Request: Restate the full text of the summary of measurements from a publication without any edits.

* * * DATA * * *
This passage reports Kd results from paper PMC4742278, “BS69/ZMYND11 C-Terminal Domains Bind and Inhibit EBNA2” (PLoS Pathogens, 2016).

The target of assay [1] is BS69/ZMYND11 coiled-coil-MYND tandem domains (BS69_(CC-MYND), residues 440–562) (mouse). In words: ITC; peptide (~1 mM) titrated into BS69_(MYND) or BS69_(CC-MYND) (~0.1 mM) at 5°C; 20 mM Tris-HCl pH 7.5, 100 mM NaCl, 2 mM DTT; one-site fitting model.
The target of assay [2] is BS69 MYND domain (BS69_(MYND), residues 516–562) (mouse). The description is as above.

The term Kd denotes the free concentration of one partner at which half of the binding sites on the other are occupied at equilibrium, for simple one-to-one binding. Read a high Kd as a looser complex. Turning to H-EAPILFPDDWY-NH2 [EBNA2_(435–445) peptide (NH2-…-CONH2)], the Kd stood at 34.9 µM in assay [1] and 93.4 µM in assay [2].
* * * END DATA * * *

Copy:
This passage reports Kd results from paper PMC4742278, “BS69/ZMYND11 C-Terminal Domains Bind and Inhibit EBNA2” (PLoS Pathogens, 2016).

The target of assay [1] is BS69/ZMYND11 coiled-coil-MYND tandem domains (BS69_(CC-MYND), residues 440–562) (mouse). In words: ITC; peptide (~1 mM) titrated into BS69_(MYND) or BS69_(CC-MYND) (~0.1 mM) at 5°C; 20 mM Tris-HCl pH 7.5, 100 mM NaCl, 2 mM DTT; one-site fitting model.
The target of assay [2] is BS69 MYND domain (BS69_(MYND), residues 516–562) (mouse). The description is as above.

The term Kd denotes the free concentration of one partner at which half of the binding sites on the other are occupied at equilibrium, for simple one-to-one binding. Read a high Kd as a looser complex. Turning to H-EAPILFPDDWY-NH2 [EBNA2_(435–445) peptide (NH2-…-CONH2)], the Kd stood at 34.9 µM in assay [1] and 93.4 µM in assay [2].